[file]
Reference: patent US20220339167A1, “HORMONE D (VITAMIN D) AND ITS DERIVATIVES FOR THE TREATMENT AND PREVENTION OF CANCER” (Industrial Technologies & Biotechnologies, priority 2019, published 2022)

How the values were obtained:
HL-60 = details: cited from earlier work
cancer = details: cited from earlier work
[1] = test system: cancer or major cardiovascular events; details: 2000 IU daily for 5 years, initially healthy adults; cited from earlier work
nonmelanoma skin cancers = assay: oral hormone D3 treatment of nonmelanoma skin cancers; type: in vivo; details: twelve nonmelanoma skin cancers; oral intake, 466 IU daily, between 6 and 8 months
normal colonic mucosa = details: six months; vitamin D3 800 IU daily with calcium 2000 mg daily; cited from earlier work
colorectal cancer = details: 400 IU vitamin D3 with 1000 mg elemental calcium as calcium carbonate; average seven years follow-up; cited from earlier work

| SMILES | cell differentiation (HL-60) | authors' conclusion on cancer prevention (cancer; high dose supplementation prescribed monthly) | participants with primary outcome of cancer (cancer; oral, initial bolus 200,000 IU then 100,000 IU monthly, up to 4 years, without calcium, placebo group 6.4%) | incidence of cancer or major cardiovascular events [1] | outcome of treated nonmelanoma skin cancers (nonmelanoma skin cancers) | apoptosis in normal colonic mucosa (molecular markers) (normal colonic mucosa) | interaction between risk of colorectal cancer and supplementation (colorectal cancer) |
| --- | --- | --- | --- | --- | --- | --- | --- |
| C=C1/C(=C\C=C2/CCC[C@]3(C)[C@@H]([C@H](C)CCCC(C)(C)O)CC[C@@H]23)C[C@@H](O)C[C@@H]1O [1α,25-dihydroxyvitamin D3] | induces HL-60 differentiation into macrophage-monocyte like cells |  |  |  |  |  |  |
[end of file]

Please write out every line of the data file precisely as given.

Reference: patent US20220339167A1, “HORMONE D (VITAMIN D) AND ITS DERIVATIVES FOR THE TREATMENT AND PREVENTION OF CANCER” (Industrial Technologies & Biotechnologies, priority 2019, published 2022)

How the values were obtained:
HL-60 = details: cited from earlier work
cancer = details: cited from earlier work
[1] = test system: cancer or major cardiovascular events; details: 2000 IU daily for 5 years, initially healthy adults; cited from earlier work
nonmelanoma skin cancers = assay: oral hormone D3 treatment of nonmelanoma skin cancers; type: in vivo; details: twelve nonmelanoma skin cancers; oral intake, 466 IU daily, between 6 and 8 months
normal colonic mucosa = details: six months; vitamin D3 800 IU daily with calcium 2000 mg daily; cited from earlier work
colorectal cancer = details: 400 IU vitamin D3 with 1000 mg elemental calcium as calcium carbonate; average seven years follow-up; cited from earlier work

| SMILES | cell differentiation (HL-60) | authors' conclusion on cancer prevention (cancer; high dose supplementation prescribed monthly) | participants with primary outcome of cancer (cancer; oral, initial bolus 200,000 IU then 100,000 IU monthly, up to 4 years, without calcium, placebo group 6.4%) | incidence of cancer or major cardiovascular events [1] | outcome of treated nonmelanoma skin cancers (nonmelanoma skin cancers) | apoptosis in normal colonic mucosa (molecular markers) (normal colonic mucosa) | interaction between risk of colorectal cancer and supplementation (colorectal cancer) |
| --- | --- | --- | --- | --- | --- | --- | --- |
| C=C1/C(=C\C=C2/CCC[C@]3(C)[C@@H]([C@H](C)CCCC(C)(C)O)CC[C@@H]23)C[C@@H](O)C[C@@H]1O [1α,25-dihydroxyvitamin D3] | induces HL-60 differentiation into macrophage-monocyte like cells |  |  |  |  |  |  |